When BMW introduced the BMW R 18 cruiser, the German brand hinted that more variations would arrive sooner rather than later. It took just a year for the R 18 family to grow to four members—three of them equipped with bags and ready to go touring. The flagship model is the 2022 BMW R 18 Transcontinental fully dressed tourer. We put on our Sunday best and went on some long rides, though we didn’t quite go coast-to-coast yet.
BMW didn’t take many shortcuts when turning the standard R 18’s chassis into the Transcontinental. The R 18 Transcontinental is more than an R 18 with a fairing, bags, and a top case. BMW gave the Transcon a new frame and a 19-inch front wheel, giving the dresser 28.3 degrees of rake and a stability-enhancing 7.2 inches of trail. To keep the Transcontinental from becoming too cumbersome to ride in anything but a straight line, the wheelbase was tightened up by 1.5 inches to 68.2 inches. The new frame also allowed for a new gas tank that holds a rangy 6.3 gallons—an increase of over two gallons compared to the urban-friendly R 18. The Big Boxer motor is unchanged, though it does get a less flamboyant muffler.
In the transformation of the R 18 into the Transcontinental, the platform gains 181 pounds—and that’s before you add cargo and a passenger. The Big Boxer’s 116 ft/lbs of torque at 3000 rpm make short work of the extra poundage, though the modest 91-horsepower peak at 4750 rpm means the motor runs out of puff at high speeds.
Starting up the Big Boxer requires your attention. When those 901cc combustion chambers fire up and the gearbox is in neutral, it throws the R 18 to the side demonstratively. I haven’t tried it because I don’t want to drop it, but if you pushed the start button and didn’t have your hands on the grips, you might find the motorcycle and you on the ground—especially if your focus is elsewhere. However, when you’re ready for it, it’s an exhilarating experience.
The R 18 motor has three modes, but it needs only two of them. As with the other R 18s, you get the focus-group titled Rock, Roll, and Rain modes. However, the R 18 Transcontinental is no hotrod, and the Rock mode doesn’t rock much harder than a Gayle playlist. When you back it down to Roll, the motor starts to feel lazy, and there’s an increase in the intervention of various traction control functions. Rain mode behaves as you’d expect, and you want everything padded down if the pavement is wet.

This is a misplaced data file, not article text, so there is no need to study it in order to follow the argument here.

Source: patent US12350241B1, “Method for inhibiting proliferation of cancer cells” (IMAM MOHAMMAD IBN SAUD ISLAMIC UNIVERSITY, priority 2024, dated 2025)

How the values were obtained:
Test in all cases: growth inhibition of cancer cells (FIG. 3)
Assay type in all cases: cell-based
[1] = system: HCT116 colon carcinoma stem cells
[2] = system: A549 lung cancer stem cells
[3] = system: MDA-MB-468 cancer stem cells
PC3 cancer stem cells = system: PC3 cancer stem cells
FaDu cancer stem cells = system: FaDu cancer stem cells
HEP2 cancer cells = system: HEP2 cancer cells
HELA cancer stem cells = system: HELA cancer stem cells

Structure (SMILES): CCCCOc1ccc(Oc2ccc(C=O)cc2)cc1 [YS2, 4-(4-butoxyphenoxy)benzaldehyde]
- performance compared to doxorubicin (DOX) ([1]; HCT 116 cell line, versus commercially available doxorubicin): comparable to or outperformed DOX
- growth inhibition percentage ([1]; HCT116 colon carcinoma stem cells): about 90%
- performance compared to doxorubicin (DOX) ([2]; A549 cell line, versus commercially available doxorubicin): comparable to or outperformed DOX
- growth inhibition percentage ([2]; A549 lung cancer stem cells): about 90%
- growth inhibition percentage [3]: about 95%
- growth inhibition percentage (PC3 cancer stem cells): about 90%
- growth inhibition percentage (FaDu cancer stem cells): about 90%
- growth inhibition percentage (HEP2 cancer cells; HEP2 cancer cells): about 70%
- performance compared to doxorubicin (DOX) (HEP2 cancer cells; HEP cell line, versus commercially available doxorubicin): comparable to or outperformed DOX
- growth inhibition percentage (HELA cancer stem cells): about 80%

The 2022 BMW R 18 Transcontinental’s Big Boxer is not happy at speeds we prefer for long-distance touring. When we can make time on long, empty highways, we ramp up the velocity. Once you hit 80 mph on the Transcon, the Big Boxer starts intruding on the fun. Vibration invades the grips and floorboards, spreading to the seat at 85 mph. While you can ride for a few minutes at those speeds—BMW says the Transcon’s top speed fully loaded is 99 mph—you won’t want to spend much time going that fast. Below 80 mph, the vibe of the horizontally opposed twin is pleasant, so you can ignore this Fast Fact if high speeds aren’t on your to-do list.
The fairing offers adjustable wind protection. There are a couple of two-position wind deflectors below the fairing edge on either side, and they make a huge difference at speed. In the open position, they’re great around town or at casual highway speeds, adding some enjoyable airflow. However, at about 60 mph, the wind sweeps up from below and causes turbulence behind the fairing, and air rushes up into your full-face helmet at an uncomfortable rate. There is a fix—move the wings to the deflecting position. It makes a huge difference in airflow, completely calming things down in the cockpit. They’re easily adjustable by hand, and experienced riders can flick them back and forth while riding.